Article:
We know consumers are adopting social media in record numbers and corporations are reaching out to find them. What hasn’t been evident, until now, is whether decision makers, the leaders of industry including CEOs, directors, and managers, are doing the same.
Research conducted by The Society for New Communications Research (SNCR) <http://sncr.org/> reveals decision makers are not only using social media, but their experiences are influencing the decision making process.
The findings, from a survey of 365 business professionals, including myself, found professionals are using social networks to create Social Media Peer Groups (SMPG). Respondents reported they consult with SMPGs to solicit information while making decisions. A higher level of trust still exists for information gathered in person but 92% of those surveyed say they “strongly or somewhat trust” their online interactions. Additionally, a high level of trust was reported for information found online, 83% said they “strongly or somewhat trust” social media sources.
The average professional utilized three to five social networks, but the Big 2 (Facebook, LinkedIn, and Twitter) were most common. The majority of respondents said they did not want to be sold or marketed to. This is counter intuitive as online marketing was noted as a “preferred activity” for their own companies.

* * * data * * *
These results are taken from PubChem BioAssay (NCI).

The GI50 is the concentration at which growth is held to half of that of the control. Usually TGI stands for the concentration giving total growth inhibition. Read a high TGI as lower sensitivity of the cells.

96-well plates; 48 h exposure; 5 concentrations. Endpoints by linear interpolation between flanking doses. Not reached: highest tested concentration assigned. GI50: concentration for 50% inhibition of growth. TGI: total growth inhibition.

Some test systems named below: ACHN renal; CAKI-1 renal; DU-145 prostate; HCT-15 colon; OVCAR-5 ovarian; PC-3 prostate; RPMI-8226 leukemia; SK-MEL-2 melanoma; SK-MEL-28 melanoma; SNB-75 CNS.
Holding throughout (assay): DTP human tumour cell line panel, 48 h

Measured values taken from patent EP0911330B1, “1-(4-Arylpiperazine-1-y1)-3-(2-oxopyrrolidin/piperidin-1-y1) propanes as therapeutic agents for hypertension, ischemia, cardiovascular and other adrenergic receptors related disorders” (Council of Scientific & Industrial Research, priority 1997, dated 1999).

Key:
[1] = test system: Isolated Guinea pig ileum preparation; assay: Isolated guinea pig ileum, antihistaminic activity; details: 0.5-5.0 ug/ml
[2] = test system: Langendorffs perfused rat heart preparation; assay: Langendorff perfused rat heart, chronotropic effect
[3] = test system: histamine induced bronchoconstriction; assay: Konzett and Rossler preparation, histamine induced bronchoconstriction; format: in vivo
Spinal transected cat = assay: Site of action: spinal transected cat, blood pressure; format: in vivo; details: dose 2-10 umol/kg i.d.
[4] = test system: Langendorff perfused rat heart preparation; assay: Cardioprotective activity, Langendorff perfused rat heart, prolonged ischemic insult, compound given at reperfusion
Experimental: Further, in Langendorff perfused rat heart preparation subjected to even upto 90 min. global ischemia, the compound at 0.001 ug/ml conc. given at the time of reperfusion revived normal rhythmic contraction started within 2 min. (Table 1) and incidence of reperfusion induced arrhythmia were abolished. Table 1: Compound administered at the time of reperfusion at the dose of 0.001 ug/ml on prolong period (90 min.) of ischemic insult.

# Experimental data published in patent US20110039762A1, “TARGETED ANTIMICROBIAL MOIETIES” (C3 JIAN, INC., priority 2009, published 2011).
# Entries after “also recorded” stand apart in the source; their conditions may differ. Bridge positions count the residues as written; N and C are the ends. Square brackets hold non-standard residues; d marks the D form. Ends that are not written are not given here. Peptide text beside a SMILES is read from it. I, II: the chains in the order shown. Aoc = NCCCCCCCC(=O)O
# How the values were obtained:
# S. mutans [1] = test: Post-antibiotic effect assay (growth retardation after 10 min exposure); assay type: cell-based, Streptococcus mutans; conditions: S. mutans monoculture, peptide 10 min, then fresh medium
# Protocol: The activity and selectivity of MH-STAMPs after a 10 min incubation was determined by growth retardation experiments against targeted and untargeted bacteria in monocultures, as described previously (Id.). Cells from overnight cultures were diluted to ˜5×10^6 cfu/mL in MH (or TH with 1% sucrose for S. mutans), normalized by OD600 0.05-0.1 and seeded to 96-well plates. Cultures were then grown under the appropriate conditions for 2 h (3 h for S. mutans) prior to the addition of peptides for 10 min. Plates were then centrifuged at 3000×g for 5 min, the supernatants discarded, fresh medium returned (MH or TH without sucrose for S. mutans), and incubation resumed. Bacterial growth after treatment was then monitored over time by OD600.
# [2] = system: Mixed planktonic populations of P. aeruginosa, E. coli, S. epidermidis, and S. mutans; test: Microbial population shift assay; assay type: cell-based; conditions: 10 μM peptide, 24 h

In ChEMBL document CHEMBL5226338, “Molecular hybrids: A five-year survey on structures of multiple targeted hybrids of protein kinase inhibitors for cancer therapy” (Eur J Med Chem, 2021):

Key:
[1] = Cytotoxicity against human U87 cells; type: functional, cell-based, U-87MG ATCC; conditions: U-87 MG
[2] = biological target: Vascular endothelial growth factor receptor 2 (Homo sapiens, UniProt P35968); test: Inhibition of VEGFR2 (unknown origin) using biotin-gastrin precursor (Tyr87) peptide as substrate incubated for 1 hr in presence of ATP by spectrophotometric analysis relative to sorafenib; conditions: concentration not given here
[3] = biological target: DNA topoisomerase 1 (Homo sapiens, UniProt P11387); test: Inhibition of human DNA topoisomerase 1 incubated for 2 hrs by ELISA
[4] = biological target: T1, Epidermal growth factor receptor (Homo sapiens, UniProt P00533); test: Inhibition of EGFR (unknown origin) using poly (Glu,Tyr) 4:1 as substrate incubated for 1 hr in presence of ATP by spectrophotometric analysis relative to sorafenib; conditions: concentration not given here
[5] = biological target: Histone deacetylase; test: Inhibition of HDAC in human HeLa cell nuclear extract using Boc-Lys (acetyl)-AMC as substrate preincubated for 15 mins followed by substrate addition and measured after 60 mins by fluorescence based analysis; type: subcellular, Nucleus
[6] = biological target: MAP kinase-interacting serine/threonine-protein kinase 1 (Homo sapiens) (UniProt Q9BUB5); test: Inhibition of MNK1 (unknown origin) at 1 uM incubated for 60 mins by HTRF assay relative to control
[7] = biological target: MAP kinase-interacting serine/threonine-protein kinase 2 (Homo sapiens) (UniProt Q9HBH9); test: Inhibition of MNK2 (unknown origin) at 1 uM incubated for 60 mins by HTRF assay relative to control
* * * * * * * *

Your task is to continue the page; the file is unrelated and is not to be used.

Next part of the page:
I was intrigued by two of the conclusions reached by the researchers <http://everydayinfluence.typepad.com/everyday_influence/2009/11/the-new-symbiosis-of-professional-networks-social-medias-impact-on-business-and-decision-making-.html> who devised the study. First, traditional cycles of decision making are being disrupted by SMPGs. They note that those surveyed were seeking information from outside sources over their own corporate Intranets and other internal sources. Second, managing and influencing <http://www.businessweek.com/managing/content/jun2009/ca20090619_923770.htm> decision makers will increasingly become a challenge for marketers.
It is almost instinctive that we would trust advice from peers over advice from sources we do not know or who we feel are only out to sell us something. Social media gives decision makers the ability to bypass vendors, paid consultants, trade publications, even employees and managers to find relevant information that will help them reach conclusions.
I was not surprised by the outcome of the study. Social media has become an ingrained part of my own life and increasingly integrated into my workflow. While my own SMPG contains employees and clients, it is a much larger and more diverse organization than I would ever be able to assemble (or afford) in a physical office.
In addition, from the larger network created by connecting my own SMPG with the SMPG’s of my peers, the enormity of advice and information that is available and generated with authority is uplifting!
Michelle Ashby is the CEO/President of Tipping Point Media in Rochester.